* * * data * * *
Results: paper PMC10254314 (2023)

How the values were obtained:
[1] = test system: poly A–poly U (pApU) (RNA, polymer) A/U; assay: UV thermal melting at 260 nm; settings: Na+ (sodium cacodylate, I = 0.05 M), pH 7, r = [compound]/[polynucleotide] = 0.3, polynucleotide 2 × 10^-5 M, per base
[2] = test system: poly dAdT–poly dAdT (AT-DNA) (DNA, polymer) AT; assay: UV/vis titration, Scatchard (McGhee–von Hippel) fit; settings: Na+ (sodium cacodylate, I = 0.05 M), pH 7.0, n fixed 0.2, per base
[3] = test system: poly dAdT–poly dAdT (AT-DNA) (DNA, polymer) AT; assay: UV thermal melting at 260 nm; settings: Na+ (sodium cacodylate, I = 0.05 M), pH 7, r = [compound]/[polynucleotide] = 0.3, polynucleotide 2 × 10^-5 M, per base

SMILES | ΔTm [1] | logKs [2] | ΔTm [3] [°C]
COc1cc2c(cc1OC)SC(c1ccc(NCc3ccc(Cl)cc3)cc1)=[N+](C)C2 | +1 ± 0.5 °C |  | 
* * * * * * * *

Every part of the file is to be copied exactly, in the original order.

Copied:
Results: paper PMC10254314 (2023)

How the values were obtained:
[1] = test system: poly A–poly U (pApU) (RNA, polymer) A/U; assay: UV thermal melting at 260 nm; settings: Na+ (sodium cacodylate, I = 0.05 M), pH 7, r = [compound]/[polynucleotide] = 0.3, polynucleotide 2 × 10^-5 M, per base
[2] = test system: poly dAdT–poly dAdT (AT-DNA) (DNA, polymer) AT; assay: UV/vis titration, Scatchard (McGhee–von Hippel) fit; settings: Na+ (sodium cacodylate, I = 0.05 M), pH 7.0, n fixed 0.2, per base
[3] = test system: poly dAdT–poly dAdT (AT-DNA) (DNA, polymer) AT; assay: UV thermal melting at 260 nm; settings: Na+ (sodium cacodylate, I = 0.05 M), pH 7, r = [compound]/[polynucleotide] = 0.3, polynucleotide 2 × 10^-5 M, per base

SMILES | ΔTm [1] | logKs [2] | ΔTm [3] [°C]
COc1cc2c(cc1OC)SC(c1ccc(NCc3ccc(Cl)cc3)cc1)=[N+](C)C2 | +1 ± 0.5 °C |  | 